Three weeks passed but the call didn’t come. Months passed. My stake president inquired, and Salt Lake City told him what has become one of the greatest ironies of my life: the medication that I take for my bipolar disorder—the medication that literally saved my life and soul—had sent up a red flag. Geodon is technically an antipsychotic medication. I wasn’t psychotic; these just happened to be the pills that gave my brain breathing room, the space for me to take control of my life. But how could the Church offices know that?
“How do you feel about not going on a mission and moving on with your life?” my stake president said.
I was told I was on the cutting edge of this policy. They were keeping young missionaries home if there was even the slightest chance they’d break down in the field. I felt fortunate not to be one of the previous generation, who might go out and attempt to live the missionary lifestyle—just doing what the Church asked them to do—and fail for reasons they could not control, while others around them succeeded. I did not have to be surrounded by those successful missionaries and mentally bludgeon myself with comparisons. I didn’t have to be “sent home early,” the subject of myriad rumors and speculation. I didn’t fail to live up to the call to serve.
No: I was called not to serve.
In the dark times there would still always be that unavoidable feeling that I couldn’t be as useful to God as others were. I didn’t possess the right kind of mind. I was broken, and they were whole. I lacked the talents and skills to be a proper soldier in the army of the Lord. I wasn’t making the sacrifice that real missionaries made.
But when I received that answer from my stake president, I didn’t feel any negativity. The Spirit had already prepared me for that answer. I was so accepting of it that when I told my parents, and later my bishop, I was somewhat surprised at their reactions. They just stared at me in silence, disbelieving. Not in judgment of me, but on my behalf. I felt loved then, but I didn’t feel any sadness. In my mind, it was the normal chain of events; I had already started making plans for what I was going to do next in life.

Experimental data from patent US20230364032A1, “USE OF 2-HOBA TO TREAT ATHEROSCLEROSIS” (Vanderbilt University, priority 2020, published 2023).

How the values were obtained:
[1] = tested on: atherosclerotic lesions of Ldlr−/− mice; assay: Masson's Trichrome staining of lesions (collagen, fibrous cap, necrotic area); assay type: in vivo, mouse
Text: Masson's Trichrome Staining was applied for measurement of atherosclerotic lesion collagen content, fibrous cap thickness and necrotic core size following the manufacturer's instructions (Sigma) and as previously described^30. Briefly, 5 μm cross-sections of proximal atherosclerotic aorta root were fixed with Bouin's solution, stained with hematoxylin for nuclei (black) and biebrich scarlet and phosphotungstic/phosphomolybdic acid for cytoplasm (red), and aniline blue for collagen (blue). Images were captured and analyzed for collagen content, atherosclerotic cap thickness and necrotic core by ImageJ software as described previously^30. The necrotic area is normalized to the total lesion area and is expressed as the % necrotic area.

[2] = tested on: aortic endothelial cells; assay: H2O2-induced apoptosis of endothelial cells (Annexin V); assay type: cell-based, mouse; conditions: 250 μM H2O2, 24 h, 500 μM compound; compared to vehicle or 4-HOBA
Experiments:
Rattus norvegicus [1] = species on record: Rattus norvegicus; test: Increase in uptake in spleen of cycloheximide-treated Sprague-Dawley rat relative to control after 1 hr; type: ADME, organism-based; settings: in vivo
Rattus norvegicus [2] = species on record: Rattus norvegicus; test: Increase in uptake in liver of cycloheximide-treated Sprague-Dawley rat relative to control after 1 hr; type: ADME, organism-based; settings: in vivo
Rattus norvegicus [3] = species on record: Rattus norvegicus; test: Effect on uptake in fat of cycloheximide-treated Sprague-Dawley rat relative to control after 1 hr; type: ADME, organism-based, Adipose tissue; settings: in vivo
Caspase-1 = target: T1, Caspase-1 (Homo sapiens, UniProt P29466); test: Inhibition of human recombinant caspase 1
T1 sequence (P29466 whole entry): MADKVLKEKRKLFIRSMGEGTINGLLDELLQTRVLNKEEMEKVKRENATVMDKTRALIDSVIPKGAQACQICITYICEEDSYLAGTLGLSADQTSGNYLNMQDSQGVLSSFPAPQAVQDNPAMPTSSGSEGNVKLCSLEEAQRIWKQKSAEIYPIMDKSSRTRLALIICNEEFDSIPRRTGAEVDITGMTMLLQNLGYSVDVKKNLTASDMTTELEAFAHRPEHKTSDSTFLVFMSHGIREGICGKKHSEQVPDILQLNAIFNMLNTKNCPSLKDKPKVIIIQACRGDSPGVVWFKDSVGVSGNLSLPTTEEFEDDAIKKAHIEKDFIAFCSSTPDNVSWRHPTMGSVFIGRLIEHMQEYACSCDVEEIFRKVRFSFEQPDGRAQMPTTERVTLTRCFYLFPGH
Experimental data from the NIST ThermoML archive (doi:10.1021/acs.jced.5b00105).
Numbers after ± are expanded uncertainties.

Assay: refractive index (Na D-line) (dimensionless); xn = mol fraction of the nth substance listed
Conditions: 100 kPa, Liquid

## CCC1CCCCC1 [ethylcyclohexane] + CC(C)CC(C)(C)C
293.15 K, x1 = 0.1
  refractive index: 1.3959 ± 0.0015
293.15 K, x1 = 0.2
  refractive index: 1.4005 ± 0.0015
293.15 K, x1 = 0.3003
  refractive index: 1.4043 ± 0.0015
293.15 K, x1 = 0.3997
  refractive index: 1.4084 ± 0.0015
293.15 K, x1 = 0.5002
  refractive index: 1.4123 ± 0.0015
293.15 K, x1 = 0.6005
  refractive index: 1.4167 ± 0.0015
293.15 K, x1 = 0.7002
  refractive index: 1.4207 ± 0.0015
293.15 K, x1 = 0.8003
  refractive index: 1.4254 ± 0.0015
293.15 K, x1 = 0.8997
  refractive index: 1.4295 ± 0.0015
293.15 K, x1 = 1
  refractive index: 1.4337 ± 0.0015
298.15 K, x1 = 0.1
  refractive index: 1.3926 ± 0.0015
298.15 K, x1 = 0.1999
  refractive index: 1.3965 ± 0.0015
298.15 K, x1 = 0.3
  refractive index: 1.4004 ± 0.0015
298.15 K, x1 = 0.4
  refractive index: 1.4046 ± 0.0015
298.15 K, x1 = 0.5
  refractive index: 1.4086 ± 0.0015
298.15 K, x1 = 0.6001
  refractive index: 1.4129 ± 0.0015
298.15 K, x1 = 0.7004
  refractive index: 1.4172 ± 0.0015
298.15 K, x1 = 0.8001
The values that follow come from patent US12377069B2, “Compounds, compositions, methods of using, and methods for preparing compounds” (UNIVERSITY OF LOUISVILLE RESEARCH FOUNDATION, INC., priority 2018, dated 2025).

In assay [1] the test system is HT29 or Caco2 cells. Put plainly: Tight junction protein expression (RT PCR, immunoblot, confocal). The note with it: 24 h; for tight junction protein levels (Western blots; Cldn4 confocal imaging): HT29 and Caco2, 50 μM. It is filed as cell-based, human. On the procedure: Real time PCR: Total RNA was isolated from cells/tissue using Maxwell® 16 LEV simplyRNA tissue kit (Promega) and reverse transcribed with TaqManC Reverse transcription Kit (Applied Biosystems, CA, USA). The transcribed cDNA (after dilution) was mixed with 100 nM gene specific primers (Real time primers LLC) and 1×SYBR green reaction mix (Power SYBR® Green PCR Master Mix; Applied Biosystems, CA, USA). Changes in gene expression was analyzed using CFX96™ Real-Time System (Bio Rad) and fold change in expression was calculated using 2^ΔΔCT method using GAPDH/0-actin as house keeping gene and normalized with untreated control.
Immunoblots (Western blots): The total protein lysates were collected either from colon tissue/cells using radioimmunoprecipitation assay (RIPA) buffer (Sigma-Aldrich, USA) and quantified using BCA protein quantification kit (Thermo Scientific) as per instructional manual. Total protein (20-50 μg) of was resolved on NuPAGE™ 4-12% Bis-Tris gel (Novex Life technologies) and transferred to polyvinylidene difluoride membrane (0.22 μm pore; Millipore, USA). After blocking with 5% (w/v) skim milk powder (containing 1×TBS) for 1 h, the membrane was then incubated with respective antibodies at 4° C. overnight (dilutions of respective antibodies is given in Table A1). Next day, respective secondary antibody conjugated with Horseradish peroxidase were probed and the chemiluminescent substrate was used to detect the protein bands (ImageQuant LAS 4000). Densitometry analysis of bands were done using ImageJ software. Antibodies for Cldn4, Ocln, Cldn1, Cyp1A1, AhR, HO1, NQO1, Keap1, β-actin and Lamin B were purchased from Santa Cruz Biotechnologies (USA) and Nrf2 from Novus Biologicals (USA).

Within five months I moved out of my childhood home. I started work on my third (unpublished) novel with plans for more. I was on my way back to school. I was even married less than a year from that meeting. Everything fell into place so easily that it was clear to me that God never intended for me to serve full-time in the field. This was the path he wanted me to take.
On top of all of that, I felt I had received a different kind of call to serve. This was crystallized in a message my sister sent me at that time: “Dear Neal, you have been called to serve your mission throughout your entire life. You will be blessed for your service. Through your faith and prayers you will see much success. Keep up the hard work.”
If full-time missions are the law of tithing—two years of service out of twenty lived—what my sister wrote seemed to be about the law of consecration. It was my duty, I told myself, to give my whole life to Christ.